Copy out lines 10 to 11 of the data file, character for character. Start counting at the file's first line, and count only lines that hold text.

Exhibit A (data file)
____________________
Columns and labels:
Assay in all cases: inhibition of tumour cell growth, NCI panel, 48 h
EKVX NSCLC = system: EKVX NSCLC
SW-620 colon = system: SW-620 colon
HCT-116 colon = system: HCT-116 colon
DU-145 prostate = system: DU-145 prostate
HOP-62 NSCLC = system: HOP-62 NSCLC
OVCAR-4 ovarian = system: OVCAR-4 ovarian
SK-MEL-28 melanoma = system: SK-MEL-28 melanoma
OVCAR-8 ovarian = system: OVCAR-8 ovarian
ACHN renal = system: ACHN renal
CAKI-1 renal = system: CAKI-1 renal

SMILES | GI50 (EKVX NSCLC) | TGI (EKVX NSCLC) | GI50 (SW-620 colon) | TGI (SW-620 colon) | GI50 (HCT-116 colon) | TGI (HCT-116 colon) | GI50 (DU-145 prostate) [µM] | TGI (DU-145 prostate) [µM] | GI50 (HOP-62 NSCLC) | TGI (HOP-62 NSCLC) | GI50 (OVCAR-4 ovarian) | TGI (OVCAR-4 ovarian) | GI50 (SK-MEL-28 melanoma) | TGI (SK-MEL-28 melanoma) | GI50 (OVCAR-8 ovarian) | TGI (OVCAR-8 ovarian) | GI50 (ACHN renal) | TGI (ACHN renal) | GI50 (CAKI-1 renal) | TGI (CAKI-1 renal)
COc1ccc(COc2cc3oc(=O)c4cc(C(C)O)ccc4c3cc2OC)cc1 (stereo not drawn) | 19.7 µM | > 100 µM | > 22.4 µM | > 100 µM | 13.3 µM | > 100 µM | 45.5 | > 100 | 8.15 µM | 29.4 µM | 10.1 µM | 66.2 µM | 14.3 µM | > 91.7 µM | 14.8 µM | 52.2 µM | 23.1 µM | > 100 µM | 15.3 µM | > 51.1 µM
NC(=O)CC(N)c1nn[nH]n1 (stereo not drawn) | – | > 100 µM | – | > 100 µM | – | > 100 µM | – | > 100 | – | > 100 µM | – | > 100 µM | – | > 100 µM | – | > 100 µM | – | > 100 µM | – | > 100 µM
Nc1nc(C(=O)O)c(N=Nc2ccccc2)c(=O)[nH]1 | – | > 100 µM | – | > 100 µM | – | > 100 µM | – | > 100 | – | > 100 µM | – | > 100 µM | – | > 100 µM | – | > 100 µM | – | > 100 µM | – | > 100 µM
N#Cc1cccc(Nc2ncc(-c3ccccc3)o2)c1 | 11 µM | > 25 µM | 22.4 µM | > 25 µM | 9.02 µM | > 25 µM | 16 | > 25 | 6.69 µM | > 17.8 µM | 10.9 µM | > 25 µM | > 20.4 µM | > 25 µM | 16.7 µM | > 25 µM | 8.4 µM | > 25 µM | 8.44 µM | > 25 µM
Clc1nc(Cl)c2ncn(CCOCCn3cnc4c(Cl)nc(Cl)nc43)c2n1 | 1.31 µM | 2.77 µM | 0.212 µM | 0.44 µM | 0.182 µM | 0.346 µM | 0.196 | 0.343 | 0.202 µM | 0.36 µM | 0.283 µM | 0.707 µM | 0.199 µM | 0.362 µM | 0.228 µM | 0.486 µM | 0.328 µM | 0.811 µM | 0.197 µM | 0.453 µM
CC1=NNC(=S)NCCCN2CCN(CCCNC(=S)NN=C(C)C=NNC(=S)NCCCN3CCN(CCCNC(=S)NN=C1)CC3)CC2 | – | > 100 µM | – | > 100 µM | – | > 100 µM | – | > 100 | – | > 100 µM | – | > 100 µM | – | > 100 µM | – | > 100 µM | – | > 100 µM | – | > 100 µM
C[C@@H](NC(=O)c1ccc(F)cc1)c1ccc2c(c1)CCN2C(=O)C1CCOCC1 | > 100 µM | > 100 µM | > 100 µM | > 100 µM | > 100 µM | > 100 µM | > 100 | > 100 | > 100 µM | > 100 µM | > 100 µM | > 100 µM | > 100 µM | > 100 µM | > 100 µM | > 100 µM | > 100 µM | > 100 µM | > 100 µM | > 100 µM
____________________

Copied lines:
OVCAR-8 ovarian = system: OVCAR-8 ovarian
ACHN renal = system: ACHN renal